Endothelial cell–cell junctions regulate vascular permeability, vasculogenesis, and angiogenesis. Familial cerebral cavernous malformations (CCMs) in humans result from mutations of CCM2 (malcavernin, OSM, MGC4607), PDCD10 (CCM3), or KRIT1 (CCM1), a Rap1 effector which stabilizes endothelial cell–cell junctions. Homozygous loss of KRIT1 or CCM2 produces lethal vascular phenotypes in mice and zebrafish. We report that the physical interaction of KRIT1 and CCM2 proteins is required for endothelial cell–cell junctional localization, and lack of either protein destabilizes barrier function by sustaining activity of RhoA and its effector Rho kinase (ROCK). Protein haploinsufficient Krit1 +/− or Ccm2 +/− mouse endothelial cells manifested increased monolayer permeability in vitro, and both Krit1 +/− and Ccm2 +/− mice exhibited increased vascular leak in vivo, reversible by fasudil, a ROCK inhibitor. Furthermore, we show that ROCK hyperactivity occurs in sporadic and familial human CCM endothelium as judged by increased phosphorylation of myosin light chain. These data establish that KRIT1–CCM2 interaction regulates vascular barrier function by suppressing Rho/ROCK signaling and that this pathway is dysregulated in human CCM endothelium, and they suggest that fasudil could ameliorate both CCM disease and vascular leak.
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              The Cerebral Cavernous Malformation signaling pathway promotes vascular integrity via Rho GTPases

              SUMMARY Cerebral cavernous malformation (CCM) is a common vascular dysplasia that affects both systemic and CNS blood vessels. Loss of function mutations in the CCM2 gene cause CCM. Here we show that targeted disruption of Ccm2 in mice results in failed lumen formation and early embryonic death through an endothelial cell autonomous mechanism. We demonstrate that CCM2 regulates endothelial cytoskeletal architecture, cell-cell interactions and lumen formation. Heterozygosity at Ccm2, a genotype equivalent to human CCM, results in impaired endothelial barrier function. Because our biochemical studies indicate that loss of CCM2 results in activation of RHOA GTPase, we rescued the cellular phenotype and barrier function in heterozygous mice using simvastatin, a drug known to inhibit Rho GTPases. These data offer the prospect for pharmacologic treatment of a human vascular dysplasia using a widely available and safe drug.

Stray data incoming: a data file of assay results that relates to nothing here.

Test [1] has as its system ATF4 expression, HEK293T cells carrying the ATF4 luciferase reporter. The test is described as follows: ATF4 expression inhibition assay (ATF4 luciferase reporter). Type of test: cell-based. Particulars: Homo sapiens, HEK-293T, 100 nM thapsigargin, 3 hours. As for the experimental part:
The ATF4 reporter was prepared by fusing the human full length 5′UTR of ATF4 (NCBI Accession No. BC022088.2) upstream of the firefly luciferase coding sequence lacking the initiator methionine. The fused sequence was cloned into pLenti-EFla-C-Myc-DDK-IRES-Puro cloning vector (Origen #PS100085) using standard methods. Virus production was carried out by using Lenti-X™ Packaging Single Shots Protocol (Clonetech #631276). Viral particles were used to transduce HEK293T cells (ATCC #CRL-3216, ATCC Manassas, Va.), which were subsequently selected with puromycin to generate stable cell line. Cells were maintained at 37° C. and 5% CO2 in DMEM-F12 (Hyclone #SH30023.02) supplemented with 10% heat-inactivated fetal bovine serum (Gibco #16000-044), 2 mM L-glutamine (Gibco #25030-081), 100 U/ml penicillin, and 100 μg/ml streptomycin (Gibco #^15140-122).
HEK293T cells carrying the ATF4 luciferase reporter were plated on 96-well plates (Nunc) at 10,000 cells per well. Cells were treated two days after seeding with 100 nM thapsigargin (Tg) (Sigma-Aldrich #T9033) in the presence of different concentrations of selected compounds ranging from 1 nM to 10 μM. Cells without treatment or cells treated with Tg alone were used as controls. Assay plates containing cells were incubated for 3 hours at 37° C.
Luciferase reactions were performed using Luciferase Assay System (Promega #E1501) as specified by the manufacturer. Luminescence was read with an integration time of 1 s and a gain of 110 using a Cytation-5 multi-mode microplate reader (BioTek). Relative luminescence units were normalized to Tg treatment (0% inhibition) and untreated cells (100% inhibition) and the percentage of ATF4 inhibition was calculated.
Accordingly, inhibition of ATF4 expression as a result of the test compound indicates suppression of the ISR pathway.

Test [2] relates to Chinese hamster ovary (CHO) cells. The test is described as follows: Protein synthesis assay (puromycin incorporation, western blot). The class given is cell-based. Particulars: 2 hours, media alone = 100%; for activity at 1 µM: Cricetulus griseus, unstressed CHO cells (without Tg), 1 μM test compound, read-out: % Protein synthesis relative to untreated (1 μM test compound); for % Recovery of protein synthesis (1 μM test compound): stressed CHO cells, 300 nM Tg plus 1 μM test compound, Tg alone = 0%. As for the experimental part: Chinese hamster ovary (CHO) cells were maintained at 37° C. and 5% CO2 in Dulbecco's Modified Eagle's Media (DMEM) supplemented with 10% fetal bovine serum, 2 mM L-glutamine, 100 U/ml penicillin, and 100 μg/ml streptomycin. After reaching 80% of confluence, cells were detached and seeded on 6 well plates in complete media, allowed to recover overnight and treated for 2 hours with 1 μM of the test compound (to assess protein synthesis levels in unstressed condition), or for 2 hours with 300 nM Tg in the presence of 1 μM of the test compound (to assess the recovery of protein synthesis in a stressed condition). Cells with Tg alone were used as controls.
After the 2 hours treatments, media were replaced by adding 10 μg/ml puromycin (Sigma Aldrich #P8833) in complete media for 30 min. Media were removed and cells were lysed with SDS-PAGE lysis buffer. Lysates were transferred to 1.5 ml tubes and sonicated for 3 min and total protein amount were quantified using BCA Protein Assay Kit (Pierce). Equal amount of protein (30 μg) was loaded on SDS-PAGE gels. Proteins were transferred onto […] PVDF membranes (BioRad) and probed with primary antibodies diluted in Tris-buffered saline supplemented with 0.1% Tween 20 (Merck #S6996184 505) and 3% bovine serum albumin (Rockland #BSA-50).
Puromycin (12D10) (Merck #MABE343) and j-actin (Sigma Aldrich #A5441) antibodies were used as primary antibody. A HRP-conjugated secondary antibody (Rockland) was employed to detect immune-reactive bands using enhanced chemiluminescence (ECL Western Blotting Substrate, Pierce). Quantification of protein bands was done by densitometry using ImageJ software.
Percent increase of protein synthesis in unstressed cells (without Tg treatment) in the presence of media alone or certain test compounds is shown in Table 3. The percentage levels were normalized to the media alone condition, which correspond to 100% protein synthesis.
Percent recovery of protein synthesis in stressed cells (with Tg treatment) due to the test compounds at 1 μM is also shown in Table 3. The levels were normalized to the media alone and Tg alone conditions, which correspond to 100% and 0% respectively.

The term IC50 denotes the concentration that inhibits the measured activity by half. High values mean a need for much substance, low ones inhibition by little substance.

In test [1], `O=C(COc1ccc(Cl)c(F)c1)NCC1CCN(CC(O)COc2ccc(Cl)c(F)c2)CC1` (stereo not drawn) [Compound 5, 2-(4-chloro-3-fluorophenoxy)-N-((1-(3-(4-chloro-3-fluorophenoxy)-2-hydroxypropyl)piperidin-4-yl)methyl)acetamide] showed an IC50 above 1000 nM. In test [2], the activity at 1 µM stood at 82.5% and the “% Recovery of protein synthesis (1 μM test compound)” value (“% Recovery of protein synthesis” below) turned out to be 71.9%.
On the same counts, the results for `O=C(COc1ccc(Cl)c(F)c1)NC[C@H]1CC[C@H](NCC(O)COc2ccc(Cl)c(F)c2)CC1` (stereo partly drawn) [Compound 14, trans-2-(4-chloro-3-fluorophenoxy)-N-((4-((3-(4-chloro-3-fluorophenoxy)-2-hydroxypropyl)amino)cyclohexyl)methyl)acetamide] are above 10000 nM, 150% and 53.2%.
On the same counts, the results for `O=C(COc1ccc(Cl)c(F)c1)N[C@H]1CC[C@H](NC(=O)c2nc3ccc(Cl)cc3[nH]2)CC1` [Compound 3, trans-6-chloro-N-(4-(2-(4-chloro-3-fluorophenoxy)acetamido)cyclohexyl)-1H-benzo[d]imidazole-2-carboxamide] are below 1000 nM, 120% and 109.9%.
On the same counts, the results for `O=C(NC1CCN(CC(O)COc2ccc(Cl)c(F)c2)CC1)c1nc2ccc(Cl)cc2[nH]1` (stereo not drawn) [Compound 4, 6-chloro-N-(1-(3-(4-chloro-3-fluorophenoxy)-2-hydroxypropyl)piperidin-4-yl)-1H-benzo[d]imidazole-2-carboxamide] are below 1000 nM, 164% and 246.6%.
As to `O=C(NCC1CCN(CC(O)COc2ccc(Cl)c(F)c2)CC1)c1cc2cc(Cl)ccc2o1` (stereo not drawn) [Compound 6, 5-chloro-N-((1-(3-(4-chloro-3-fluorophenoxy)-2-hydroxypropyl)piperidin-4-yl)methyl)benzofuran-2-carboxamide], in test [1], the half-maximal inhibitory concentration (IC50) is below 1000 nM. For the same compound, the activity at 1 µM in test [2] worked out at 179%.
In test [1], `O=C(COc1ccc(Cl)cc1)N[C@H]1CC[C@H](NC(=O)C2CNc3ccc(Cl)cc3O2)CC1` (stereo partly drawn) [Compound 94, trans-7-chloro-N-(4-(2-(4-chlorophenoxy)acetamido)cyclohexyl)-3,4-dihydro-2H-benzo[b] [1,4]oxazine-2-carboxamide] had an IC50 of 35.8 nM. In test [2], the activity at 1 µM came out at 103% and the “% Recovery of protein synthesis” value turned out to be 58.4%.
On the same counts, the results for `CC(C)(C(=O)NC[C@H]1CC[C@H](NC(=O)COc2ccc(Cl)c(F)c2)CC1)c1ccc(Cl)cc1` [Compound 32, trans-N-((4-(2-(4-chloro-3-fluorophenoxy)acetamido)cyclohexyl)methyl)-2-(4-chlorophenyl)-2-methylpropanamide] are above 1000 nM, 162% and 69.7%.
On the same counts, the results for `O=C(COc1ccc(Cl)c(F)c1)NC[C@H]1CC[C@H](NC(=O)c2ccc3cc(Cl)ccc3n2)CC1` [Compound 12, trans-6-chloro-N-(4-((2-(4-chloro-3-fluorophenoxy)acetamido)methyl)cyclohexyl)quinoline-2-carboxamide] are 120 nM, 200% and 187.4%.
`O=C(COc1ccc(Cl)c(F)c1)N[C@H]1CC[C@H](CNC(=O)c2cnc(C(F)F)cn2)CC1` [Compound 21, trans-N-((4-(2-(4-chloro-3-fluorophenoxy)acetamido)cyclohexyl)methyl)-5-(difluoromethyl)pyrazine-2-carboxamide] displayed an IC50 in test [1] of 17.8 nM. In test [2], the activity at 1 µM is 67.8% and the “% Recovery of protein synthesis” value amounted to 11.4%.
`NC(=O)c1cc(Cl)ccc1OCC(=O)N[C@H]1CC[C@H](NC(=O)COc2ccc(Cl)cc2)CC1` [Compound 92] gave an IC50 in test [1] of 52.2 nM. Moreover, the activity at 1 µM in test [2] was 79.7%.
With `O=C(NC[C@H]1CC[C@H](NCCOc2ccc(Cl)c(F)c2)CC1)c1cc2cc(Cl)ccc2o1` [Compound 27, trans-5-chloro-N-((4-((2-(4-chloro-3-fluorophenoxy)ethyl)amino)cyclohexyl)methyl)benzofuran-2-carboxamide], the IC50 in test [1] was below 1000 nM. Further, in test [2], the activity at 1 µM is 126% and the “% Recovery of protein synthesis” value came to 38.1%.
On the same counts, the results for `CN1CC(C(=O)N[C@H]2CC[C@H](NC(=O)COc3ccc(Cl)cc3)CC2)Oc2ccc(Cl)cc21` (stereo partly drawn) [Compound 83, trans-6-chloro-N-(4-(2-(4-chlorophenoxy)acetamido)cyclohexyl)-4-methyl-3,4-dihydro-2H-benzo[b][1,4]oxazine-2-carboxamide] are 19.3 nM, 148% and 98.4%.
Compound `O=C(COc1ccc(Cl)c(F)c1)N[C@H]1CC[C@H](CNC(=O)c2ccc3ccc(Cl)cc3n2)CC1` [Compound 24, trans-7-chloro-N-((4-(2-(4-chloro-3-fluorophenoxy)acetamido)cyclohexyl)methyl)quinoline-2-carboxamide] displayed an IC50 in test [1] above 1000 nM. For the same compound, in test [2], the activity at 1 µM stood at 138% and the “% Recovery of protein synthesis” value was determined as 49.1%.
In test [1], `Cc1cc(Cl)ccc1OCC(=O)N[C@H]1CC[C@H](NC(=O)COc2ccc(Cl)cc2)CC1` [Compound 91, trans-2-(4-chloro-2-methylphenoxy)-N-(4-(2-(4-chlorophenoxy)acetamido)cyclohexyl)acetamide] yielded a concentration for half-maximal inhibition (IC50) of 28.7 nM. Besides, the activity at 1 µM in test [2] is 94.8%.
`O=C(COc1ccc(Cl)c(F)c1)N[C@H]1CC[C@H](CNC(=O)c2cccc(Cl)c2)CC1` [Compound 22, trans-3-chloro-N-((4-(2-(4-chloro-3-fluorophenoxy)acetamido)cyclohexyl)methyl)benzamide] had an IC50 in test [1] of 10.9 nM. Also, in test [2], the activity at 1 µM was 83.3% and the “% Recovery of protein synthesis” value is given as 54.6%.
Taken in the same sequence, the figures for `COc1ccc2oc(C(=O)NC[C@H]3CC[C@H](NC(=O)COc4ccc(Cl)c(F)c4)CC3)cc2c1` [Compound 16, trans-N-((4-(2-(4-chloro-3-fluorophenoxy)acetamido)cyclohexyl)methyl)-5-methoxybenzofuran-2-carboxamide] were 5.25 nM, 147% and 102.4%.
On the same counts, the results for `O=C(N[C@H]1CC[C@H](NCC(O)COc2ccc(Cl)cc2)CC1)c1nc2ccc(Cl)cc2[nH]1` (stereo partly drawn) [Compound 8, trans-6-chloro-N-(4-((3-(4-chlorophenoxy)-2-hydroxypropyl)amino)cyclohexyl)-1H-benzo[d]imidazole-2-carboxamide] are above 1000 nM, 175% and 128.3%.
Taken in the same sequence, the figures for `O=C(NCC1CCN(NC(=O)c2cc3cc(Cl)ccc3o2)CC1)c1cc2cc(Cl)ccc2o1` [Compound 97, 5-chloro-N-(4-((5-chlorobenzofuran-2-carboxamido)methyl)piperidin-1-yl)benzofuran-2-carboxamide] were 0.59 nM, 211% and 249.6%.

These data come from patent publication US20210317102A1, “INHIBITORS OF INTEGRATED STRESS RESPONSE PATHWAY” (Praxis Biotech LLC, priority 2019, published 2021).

Author and article information

                2 February 2016
                30 March 2016
                7 April 2016
                30 September 2016
                : 532
                : 7597
                : 122-126
                [1 ]Department of Medicine and Cardiovascular Institute, University of Pennsylvania, 3400 Civic Center Blvd, Philadelphia PA 19104
                [2 ]Lab of Cardiovascular Signaling, Centenary Institute, Sydney NSW 2050, Australia
                [3 ]Neurovascular Surgery Program, Section of Neurosurgery, Department of Surgery, The University of Chicago Medicine and Biological Sciences, Chicago, Illinois, USA
                [4 ]Department of Radiology, University of Pennsylvania Medical Center, 3400 Spruce Street, Philadelphia PA 19104
                [5 ]Sydney Microscopy & Microanalysis, University of Sydney, Sydney, NSW 2050, Australia
                [6 ]Division of Cell Signaling and Immunology, University of Dundee, Dundee, United Kingdom, DD1 5EH
                [7 ]Division of Cardiovascular Medicine and the Program in Molecular Medicine, University of Utah, Salt Lake City, UT 84112
                [8 ]Faculty of Medicine, Sydney Medical School, University of Sydney, Sydney, NSW 2050, Australia
                Author notes
                Correspondence should be addressed to: M.L.K. ( markkahn@ 123456mail.med.upenn.edu ), Telephone: 215-898-9007 FAX: 215-573-2094

                These authors contributed equally